Until recently, investors in a Mexican company could pretty much kiss their money goodbye if it ever went bankrupt. Under Mexico's 1943 bankruptcy laws, companies could file for bankruptcy, avoid paying their debts and continue operating for years. All this changed in 2000, when the country rewrote its bankruptcy code.
However, it took a landmark restructuring transaction last year to test the new legislation. After 13 months of negotiation with its creditors, San Luis Corp., a major auto parts company, completed in January 2003 one of Latin America's most successful debt restructurings. Its transparent and consensual approach to rebuilding its balance sheet and its swift return to financial health are a model for the region and takes LatinFinance's prize for Corporate Restructuring of the Year.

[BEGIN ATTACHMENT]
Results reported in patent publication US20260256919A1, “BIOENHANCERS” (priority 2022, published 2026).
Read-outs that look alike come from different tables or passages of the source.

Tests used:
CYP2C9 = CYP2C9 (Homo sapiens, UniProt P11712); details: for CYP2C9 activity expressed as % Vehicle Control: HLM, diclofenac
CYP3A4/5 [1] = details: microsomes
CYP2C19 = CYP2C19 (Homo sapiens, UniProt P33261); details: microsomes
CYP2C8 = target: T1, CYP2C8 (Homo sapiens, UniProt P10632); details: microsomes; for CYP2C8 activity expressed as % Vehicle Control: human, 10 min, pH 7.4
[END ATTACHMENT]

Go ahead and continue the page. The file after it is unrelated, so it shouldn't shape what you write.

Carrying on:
Neil Augustine, a partner in the global restructuring group at investment bank Rothschild Inc., which advised San Luis,...
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